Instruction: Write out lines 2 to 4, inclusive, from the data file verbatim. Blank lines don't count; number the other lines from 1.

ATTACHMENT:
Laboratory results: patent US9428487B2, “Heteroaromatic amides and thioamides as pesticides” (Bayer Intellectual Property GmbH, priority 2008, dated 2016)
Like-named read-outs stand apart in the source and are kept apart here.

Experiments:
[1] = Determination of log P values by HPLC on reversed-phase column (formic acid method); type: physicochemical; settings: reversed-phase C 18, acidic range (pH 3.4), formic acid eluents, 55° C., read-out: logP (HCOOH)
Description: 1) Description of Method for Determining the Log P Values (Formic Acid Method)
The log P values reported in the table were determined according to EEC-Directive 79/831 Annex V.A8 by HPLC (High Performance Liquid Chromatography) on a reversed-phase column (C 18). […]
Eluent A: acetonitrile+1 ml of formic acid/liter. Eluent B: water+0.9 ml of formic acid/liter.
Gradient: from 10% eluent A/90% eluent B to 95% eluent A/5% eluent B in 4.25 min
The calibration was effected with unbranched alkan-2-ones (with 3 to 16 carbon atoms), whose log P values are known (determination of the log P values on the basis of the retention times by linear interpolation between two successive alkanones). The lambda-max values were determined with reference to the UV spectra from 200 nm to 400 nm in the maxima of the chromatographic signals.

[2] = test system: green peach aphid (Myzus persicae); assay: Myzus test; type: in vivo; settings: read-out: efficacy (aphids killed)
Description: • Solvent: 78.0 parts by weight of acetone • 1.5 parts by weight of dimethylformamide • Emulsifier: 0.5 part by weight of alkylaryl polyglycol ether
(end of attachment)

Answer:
Like-named read-outs stand apart in the source and are kept apart here.

Experiments:
[1] = Determination of log P values by HPLC on reversed-phase column (formic acid method); type: physicochemical; settings: reversed-phase C 18, acidic range (pH 3.4), formic acid eluents, 55° C., read-out: logP (HCOOH)